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Italian emigration to America commenced only during the first half of the 19th century. The pioneers of the Italian immigration were chiefly men of refinement and culture, patriots who had been compelled to flee from the terrible persecutions of foreign tyranny after the failure of the Italian movements for independence in 1820 and 1821.  Many of these patriots crossed into Switzerland, Some found refuge in England and a few sailed to America.


After the fall of the Roman Republic (1849) which he had strenuously defended, Giuseppe Garibaldi, the famous Italian liberator, escaping from the papal gendarmerie, arrived in New York as an exile.  The New York Tribune of July 30, 1850 thus announced the coming of Garibaldi in New York.  “The ship Waterloo arrived from Liverpool this morning carrying Garibaldi, man of world wide fame, hero of Montevideo, defender of Rome.  He will be welcomed by those acquainted with him, for the chivalrous character and the services he has rendered the cause of liberty are well known.


Garibaldi lived in Staten Island, as a candle maker in partnership with another great Italian, Antonio Meuci, who is believed to have been the inventor of the telephone.  After a few years he went back to his beloved shores where he continued his relentless fight against the oppressors of Italy.


With one thousand volunteers, wearing the famous red shirt he sailed from Quarto, near Genoa, landing in Marsala, Sicily.  In less than one month he liberated the Island.  He then crossed the straight of Messina invading the mainland.  In short time, wit the help of volunteers, he conquered and freed the Kingdom of Naples, thus uniting the South with the North under the reign of King Victor Emanuel II.  Garibaldi in later years, retired to the Island of Caprera where he died as a poor man on June 2, 1882 at the age of 75 years.

During the first half of the 19th Century there existed in New York four Masonic Lodges whose members were predominately of Latin extraction: L’Union Francaise No.17, La Cincerit No. 373 and La Clemente Amitie Compolite No. 410 working in the French language and La Fraternidad No. 387 in Spanish.  Many Italian pioneers, being men of culture, and familiar with these romantic languages, joined these lodges.  In 1853, Attilio Massabo, born in Piedmont, Italy, a merchant tailor by trade, was a resident of New York City.  He was raised in one of the older Lodges of the Jurisdiction, L’Union Francaise No.17.  He and other Italians decided to form a new Lodge, working in their native language – Italian and to name it in honor of Garibaldi whose service had immortalized him with glory akin to that of our great Washington.  Garibaldi Lodge No. 542 was established with Attilio Massabo , the first Master;  Abraham G. Levy, SW; John B. Harcher, JW; O. Marracini, Secretary.  The first Italian speaking Lodge in the United States was born, named after the hero of two worlds.  Giuseppe Garibaldi, who was then Grand Master of the Grand Orient of Palermo, thanked the Brothers of the Lodge named for him.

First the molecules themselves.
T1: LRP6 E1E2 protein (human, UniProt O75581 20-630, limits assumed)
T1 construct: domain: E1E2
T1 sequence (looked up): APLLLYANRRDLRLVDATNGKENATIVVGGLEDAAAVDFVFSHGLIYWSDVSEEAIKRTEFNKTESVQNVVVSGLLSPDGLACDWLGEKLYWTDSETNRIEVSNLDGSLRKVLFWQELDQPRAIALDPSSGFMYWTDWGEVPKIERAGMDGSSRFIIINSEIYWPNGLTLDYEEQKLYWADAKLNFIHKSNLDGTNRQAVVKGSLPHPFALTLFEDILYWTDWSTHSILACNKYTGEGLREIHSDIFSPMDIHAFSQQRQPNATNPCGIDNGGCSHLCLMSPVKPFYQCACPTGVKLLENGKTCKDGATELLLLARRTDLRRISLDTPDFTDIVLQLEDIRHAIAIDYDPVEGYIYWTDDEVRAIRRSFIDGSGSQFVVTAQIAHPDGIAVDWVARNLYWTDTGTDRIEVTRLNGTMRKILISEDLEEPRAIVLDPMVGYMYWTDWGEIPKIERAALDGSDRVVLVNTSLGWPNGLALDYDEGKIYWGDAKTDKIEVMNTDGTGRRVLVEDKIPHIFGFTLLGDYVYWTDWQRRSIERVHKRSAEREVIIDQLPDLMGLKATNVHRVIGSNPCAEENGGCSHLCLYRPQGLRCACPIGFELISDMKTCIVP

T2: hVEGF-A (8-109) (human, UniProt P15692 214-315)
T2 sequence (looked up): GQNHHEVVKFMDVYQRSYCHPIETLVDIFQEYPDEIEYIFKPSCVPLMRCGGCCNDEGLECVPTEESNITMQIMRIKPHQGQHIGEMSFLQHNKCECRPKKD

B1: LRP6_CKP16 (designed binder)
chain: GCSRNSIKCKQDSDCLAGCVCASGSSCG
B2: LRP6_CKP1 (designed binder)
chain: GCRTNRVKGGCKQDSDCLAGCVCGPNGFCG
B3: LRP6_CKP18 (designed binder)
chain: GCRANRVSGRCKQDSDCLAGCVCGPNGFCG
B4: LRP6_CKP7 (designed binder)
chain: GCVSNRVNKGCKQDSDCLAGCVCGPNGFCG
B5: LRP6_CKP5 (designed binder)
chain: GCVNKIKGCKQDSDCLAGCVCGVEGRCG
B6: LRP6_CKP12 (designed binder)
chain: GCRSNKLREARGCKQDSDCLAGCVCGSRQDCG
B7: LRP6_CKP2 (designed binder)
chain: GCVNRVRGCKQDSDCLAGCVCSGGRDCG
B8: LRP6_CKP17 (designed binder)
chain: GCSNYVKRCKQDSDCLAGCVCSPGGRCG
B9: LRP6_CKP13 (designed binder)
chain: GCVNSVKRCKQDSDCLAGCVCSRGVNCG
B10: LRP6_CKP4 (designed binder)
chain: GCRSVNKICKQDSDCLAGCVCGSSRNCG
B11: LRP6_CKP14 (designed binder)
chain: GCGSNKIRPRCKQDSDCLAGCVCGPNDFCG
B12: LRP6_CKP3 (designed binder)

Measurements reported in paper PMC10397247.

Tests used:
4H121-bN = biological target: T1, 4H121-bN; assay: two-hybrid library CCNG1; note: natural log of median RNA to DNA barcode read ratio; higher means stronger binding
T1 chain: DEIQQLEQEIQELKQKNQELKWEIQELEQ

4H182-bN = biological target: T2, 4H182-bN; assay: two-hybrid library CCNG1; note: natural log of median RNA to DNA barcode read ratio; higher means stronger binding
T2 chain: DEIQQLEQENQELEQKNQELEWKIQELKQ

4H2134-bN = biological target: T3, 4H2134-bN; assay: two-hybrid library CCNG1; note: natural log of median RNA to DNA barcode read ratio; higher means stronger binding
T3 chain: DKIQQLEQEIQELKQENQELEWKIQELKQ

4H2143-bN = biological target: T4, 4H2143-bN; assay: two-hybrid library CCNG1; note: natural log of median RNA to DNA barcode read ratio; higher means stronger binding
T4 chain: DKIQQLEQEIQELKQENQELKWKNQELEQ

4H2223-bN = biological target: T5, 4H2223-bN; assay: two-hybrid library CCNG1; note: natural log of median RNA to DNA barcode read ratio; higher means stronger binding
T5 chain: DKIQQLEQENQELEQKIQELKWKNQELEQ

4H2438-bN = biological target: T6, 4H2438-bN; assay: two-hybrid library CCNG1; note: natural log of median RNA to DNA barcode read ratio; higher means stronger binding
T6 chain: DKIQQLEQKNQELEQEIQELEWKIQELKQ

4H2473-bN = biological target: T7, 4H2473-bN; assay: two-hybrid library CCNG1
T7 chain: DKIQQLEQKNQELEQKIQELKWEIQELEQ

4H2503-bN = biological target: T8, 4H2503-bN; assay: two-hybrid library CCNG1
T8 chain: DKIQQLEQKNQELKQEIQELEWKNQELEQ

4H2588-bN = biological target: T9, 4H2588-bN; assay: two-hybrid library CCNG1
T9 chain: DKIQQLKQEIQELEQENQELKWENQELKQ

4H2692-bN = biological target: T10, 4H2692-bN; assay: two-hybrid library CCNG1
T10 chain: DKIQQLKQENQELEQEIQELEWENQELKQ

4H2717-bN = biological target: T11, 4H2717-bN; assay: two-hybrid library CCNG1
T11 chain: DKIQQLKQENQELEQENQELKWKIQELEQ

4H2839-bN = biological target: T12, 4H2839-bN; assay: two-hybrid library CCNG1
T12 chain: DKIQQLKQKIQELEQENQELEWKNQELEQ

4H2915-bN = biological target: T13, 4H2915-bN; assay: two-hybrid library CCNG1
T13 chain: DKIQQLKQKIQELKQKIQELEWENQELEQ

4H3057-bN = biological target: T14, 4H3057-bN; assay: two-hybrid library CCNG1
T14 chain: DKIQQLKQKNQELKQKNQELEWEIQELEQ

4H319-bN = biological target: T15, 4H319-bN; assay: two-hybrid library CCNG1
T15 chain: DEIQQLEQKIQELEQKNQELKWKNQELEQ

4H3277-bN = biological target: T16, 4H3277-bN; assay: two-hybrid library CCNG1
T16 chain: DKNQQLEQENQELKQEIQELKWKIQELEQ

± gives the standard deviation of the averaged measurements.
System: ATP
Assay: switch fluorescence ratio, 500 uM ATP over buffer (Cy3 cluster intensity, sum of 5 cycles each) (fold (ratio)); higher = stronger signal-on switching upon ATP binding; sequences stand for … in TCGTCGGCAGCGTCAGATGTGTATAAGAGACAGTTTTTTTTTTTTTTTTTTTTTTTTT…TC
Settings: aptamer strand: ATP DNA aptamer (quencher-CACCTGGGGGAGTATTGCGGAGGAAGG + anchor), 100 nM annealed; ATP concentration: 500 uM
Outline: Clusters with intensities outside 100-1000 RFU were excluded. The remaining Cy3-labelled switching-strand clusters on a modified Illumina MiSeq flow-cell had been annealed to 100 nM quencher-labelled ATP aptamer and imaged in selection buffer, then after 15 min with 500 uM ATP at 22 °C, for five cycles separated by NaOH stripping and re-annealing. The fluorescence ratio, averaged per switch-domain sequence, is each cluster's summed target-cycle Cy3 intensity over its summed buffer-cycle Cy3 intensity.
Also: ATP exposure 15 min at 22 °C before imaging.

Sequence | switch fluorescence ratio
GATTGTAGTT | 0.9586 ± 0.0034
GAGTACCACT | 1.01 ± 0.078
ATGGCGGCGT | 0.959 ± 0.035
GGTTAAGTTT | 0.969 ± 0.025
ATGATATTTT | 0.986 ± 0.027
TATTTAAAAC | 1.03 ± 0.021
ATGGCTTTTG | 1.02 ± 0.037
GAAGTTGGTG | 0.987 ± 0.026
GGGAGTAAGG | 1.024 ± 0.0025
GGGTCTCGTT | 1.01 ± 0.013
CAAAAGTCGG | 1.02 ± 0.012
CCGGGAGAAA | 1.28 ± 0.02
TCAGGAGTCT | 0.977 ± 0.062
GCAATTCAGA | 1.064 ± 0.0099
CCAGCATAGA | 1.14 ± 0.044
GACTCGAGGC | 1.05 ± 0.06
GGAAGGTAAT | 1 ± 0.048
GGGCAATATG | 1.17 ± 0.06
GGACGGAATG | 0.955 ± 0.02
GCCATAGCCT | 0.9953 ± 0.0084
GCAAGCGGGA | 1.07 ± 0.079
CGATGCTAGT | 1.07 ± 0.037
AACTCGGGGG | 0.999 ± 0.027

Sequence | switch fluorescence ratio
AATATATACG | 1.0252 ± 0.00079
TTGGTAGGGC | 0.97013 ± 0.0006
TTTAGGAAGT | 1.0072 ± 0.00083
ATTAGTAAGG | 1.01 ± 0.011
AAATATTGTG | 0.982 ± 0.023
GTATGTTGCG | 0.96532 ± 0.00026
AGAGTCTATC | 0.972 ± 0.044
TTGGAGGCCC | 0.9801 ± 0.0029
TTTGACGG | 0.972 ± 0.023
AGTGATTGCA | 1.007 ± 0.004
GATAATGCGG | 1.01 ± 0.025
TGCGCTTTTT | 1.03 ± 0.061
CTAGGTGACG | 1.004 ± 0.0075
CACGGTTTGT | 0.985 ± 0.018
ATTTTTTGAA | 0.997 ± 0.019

At the time of its foundation the Lodge met in Grand St. near Center St. About 1876 it moved to Bleeker Street and Bowery; in 1877 was transferred to Bowery near Broome Street; in 1880 at the German Masonic Temple, East 15th Street – In 1883 at 23rd Street between 6th & 7th Avenues; in 1884 in a hall in Union Square; in 1886 held its meetings over a saloon at the Northeast corner of 25th Street & 6th Avenue.  Some years later it went back to the German Masonic Temple, and in 1894 moved to its present quarters, Masonic Hall, 23rd Street & 6th Avenue where it has remained ever since.